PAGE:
Wednesday, December 16, 2009

Argentina... how I miss thee

     So I am glad to be home, back in the swing of life here again, but I can't help thinking how much good fun I've had down in Argentina.

     I truly miss the place, especially Buenos Aires. I felt it to be a second home for me, one where, given the financial backing, I would move to and live in for at least 6 months, maybe even longer. I love the live music scene there, which is absolutely bangin' right now. Tango, jazz, folklore, fusion, electronica, and  more are an every night occasion, given that there's really no reason to stay indoors on any night of the week. The nightlife is part of the city's magic or charm or whatever you'd call it. It is easy to find yourself out and about through to sunrise, especially if you're a club person, that which I am not. I did find myself out until sunrise a couple times, once soon after arriving in BsAs. after a long discussion with a couple locals, and another after, you guessed it, my first club experience, the final Friday before departure. Otherwise, 2 or 3 or 4am were not uncommon sleep times.
     The food was such a great thing that I wished I had cooked more of. I enjoyed a slew of new flavors and new foods, but now that I look back on it, it would have been much more financially practical to eat in most of the nights. I think that if I get an apartment and settle in, it would be extremely easy to cook all the time. After all, the grocer is usually only a few shops down from a baker, which is in turn not far from a butcher. I did frequent bakeries when possible, as each confection (facturas) are only 1 peso, or 26¢. And the beef! Oh my doG, super-delicious. I have now had the luxury of gorging myself on the world's best cuts of cow. After returning here to the States and eating various types of sirloin, steaks, and ground beef products, I've really noticed the lack of flavor compared with Argentine beef. Also, it's all grass-fed and dirt-cheap at the Argentine grocer, so it's basically like spending $3 on a pound of organic, top-notch beef, which in the States probably reaches $10/pound or some ridiculous price. 
It should be CHEAP to eat healthily and locally; only in America is it something that is much more a luxury than an expectation. That really pisses me off, considering how much genetically-modified and genetically-engineered and chemically-enhanced and chemically-preserved foods are for sale to the unknowing public. With "convenience" the reason for fast-food chains and WalMart and other capitalist ventures that destroy the local stores, you would think it couldn't get much better to be American. But convenience? C'mon man, I'll tell you what is convenient. Walking out of your apartment, down about 4 shops to a grocer or a fruit shop or a baker or even a café for some GOOD QUALITY, LOCALLY GROWN FOOD. That is Argentina vs. the U.S. And to a degree, this is plausible in U.S. East Coast cities such as New York or Boston or whatever else is found on that side of America, when the cities were developed without cars in mind. But as for West Coast, unless you're in the microcentro of Seattle or San Francisco, good luck. Oh, and also, keep in mind that while you can probably cook a lot more in those well-planned cities, it's also going to cost a pretty penny, especially buying organic. This is more for those of you who may be interested. Now back to the normal, unbiased writings.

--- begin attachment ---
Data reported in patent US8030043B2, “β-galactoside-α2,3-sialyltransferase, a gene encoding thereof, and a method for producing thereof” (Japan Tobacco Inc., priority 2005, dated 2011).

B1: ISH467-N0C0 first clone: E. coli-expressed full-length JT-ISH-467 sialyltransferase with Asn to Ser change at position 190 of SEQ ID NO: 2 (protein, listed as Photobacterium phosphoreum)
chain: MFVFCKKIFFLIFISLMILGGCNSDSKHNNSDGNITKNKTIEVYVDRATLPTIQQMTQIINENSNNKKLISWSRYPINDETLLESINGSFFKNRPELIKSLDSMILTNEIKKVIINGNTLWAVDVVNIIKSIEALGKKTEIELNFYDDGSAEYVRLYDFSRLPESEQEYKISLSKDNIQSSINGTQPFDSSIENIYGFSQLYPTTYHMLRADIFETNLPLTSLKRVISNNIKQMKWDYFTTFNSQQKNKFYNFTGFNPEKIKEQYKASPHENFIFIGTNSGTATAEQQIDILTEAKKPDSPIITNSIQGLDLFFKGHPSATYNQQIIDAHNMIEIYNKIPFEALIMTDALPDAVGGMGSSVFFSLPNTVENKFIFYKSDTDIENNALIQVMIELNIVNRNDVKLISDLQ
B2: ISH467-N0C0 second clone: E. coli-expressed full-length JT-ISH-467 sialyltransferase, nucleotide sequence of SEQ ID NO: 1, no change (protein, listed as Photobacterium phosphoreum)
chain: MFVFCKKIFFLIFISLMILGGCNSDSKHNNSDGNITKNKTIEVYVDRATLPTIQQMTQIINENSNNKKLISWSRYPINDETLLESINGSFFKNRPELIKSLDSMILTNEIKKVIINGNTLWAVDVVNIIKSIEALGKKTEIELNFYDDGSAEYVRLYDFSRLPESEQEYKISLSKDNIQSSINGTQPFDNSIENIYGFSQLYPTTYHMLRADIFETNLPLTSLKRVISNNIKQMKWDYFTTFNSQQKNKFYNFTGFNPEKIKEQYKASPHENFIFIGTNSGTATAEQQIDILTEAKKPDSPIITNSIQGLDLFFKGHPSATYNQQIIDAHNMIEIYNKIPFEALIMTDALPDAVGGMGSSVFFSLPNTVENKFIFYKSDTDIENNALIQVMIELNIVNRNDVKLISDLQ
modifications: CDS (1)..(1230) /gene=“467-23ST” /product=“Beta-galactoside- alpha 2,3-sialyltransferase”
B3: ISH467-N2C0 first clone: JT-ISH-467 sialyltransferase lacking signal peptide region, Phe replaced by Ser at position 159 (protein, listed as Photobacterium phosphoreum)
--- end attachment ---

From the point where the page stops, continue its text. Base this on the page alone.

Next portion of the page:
So, I occasionally get to see some photos from Argentina of sights that I've seen or participated in, and it brings back the great memories. I have not thought too much about what I did during my stay, unless a song or a photo triggers it. At times I wish I could walk down the street for an empanada, but then I remember where I am. I guess there are a few Argentine cuisine restaurants in San Diego, should give those a whirl. I would also like to see some familiar faces of people I met down there, hang out in a cafe for a chat.


So HERE is my trip, outlined on a map for you to look over.


And in case that one is hard to read, here is a close-up:


Thursday, December 10, 2009

My final few days in B.A.

So I wrapped up my final time down in lovely Buenos Aires by going out with a few friends, making a few more, and enjoying the nightlife. The Buenos Aires International Jazz Festival 2009 conveniently occurred from the 3rd through the 8th of December, giving me the opportunity to indulge in Argentine and internationally known jazz artists of all sorts.